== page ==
Do you know why what happened to Honda in the 1960s is still a great business lesson today?
Back in 1958, Honda took the bold step of venturing into the U.S. motorcycle scene. During that era, the Harley Davidson, Indian, and Triumph brands reigned supreme in the American motorcycle market. Enthusiasts associated these bikes with the archetypal image of a rugged, leather-clad biker—an outsider.
Honda, however, aimed squarely at this iconic biker demographic upon entering the U.S. market. The Japanese company crafted sizable motorcycles designed to rival the offerings of Harley Davidson.
Surprisingly, the initial foray by Honda into the U.S. motorcycle realm fell flat. The grand vision didn't quite match reality; their larger bikes struggled to attract buyers. In the early 1960s, die-hard Harley and Indian aficionados showed little inclination to switch to Japanese models.
However, amidst the struggle, a peculiar trend caught the attention of the U.S. Honda team. It wasn't the leather-clad rebels but rather city-dwelling, unconventional motorcyclists who were drawn to Honda's diminutive 50cc Super Cub.
In Japan, the Super Cub had already amassed a fervent following among the urban, younger demographic. Surprisingly, Honda had initially overlooked this market segment in the United States, opting instead for a different approach.
Gradually, Honda redirected its strategy toward targeting this urban demographic. Rather than chasing after traditional motorcycle enthusiasts, they focused on attracting young buyers uninterested in the stereotypical biker image.
This fresh approach aligned with the preferences of those in the Japanese market – individuals seeking affordable, practical transportation for short urban trips.
The iconic "You meet the nicest people on a Honda" advertising campaign emerged from this shift.
The monumental success of the Super Cub in the U.S. paved the way for Honda's expansion into the conventional motorcycle market. Within a short span, they captured an astounding 63% share of the U.S. motorcycle market.
Honda teetered on the brink of becoming a mere footnote in US automotive history due to their initial misunderstanding of their target audience. Fortunately, they recognized this misstep and made a crucial pivot before it became irreparable.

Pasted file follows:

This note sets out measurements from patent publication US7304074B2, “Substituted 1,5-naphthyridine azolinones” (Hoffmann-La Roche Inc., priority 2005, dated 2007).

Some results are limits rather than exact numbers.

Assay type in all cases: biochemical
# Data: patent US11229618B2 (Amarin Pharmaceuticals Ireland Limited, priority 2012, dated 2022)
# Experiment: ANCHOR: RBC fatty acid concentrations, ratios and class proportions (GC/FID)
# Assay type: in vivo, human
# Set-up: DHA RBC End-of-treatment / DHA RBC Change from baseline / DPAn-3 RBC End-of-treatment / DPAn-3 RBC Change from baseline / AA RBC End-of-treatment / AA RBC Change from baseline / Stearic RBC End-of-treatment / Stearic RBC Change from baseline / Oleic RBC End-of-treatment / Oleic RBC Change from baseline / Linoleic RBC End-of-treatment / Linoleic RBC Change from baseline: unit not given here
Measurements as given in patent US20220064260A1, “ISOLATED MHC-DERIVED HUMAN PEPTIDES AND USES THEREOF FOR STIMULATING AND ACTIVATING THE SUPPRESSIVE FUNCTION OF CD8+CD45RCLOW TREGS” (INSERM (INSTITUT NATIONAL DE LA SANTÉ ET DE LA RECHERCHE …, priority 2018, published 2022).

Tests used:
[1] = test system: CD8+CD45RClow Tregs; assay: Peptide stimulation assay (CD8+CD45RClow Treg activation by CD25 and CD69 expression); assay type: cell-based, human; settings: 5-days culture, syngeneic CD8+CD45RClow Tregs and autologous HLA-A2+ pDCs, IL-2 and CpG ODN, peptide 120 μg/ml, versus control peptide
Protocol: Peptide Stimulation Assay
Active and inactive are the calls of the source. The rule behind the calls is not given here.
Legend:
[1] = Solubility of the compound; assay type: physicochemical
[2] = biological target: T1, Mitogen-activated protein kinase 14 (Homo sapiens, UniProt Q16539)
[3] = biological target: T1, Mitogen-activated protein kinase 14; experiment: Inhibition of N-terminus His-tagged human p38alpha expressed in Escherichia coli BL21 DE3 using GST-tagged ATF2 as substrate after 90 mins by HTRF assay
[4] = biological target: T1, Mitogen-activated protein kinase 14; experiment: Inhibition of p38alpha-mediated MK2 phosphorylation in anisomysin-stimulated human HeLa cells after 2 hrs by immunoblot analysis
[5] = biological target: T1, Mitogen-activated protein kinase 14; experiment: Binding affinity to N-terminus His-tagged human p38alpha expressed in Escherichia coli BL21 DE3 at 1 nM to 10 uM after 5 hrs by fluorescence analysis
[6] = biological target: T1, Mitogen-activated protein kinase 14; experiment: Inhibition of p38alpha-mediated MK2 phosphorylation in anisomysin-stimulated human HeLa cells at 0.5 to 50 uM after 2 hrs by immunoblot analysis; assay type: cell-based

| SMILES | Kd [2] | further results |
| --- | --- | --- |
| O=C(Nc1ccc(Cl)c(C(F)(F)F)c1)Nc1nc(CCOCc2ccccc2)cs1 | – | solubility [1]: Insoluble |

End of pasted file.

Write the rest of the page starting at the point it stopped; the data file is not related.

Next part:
Had Honda initially honed in on their most receptive audience, they could have avoided squandering resources by marketing to an audience unlikely to embrace their motorcycles.
Effective marketing and design parallel constructing a pyramid. The audience serves as the foundation; understanding them thoroughly is the essential starting point before formulating strategy or execution. Strategy forms the second layer; it can only be developed upon a comprehensive comprehension of the audience.
Execution represents the pinnacle. Without a sound strategy based on audience understanding, execution falters. Regrettably, it's common to invert this sequence, a mistake Honda fell victim to.
The pressure from external forces—bosses, CEOs, and colleagues—often triggers this misalignment. The urgency for immediate results can overshadow the necessity of audience comprehension. It's tempting to succumb to shortcuts touted in blog posts promising miraculous outcomes for Facebook ads. Yet, falling into this trap is perilous.
Let's dive into the process of understanding your audience now that your boss is onboard. Here are some valuable avenues I recommend exploring:
There's a deliberate omission from this list: surveys. While surveys provide data, truly understanding your audience involves more than statistical information; it requires intuition and genuine human connections.
If you opt to include surveys in your research, by all means, go ahead. Just remember, your audience comprises real people, not just data points.
Throughout your audience research, focus on several key aspects:
Audience research isn't limited to specific roles within an organization. From top-tier executives like the CMO to entry-level marketers, investing time in understanding your audience is crucial. Even after years in a company, periodically revisiting and reassessing your audience ensures your marketing strategies remain relevant and effective, leading to overall better outcomes.
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